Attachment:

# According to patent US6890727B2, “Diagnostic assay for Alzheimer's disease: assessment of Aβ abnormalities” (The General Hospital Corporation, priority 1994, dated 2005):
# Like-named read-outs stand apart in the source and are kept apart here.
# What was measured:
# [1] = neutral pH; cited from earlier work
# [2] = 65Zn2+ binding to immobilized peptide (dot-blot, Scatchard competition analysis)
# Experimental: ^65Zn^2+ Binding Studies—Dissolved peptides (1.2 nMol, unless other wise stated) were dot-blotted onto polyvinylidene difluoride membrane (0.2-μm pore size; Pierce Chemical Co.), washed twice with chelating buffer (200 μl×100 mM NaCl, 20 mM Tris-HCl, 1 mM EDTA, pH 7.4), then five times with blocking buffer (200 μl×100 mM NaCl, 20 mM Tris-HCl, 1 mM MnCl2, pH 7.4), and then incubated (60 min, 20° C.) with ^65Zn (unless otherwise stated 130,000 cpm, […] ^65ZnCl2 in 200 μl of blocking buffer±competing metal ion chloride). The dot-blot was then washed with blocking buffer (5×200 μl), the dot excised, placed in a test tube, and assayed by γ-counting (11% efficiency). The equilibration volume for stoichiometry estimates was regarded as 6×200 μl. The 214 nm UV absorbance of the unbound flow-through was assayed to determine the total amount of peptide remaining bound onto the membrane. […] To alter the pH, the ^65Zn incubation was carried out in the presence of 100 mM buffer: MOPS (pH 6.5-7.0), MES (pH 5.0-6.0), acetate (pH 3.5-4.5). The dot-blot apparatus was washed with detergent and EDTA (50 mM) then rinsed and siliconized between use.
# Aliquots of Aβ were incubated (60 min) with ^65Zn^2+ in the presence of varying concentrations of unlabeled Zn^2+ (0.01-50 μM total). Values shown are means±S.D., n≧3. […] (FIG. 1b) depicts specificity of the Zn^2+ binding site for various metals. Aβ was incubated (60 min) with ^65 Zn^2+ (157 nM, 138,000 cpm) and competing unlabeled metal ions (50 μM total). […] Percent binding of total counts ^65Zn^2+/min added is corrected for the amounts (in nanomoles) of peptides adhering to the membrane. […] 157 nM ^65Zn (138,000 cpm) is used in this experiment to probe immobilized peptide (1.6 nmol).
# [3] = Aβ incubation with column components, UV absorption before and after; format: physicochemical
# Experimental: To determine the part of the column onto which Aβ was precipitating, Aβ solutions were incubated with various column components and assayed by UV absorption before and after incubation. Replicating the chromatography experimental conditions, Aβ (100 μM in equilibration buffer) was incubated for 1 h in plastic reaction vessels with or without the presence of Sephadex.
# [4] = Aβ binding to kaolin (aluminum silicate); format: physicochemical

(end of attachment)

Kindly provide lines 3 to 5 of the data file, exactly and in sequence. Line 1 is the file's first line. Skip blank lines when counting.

# What was measured:
# [1] = neutral pH; cited from earlier work
# [2] = 65Zn2+ binding to immobilized peptide (dot-blot, Scatchard competition analysis)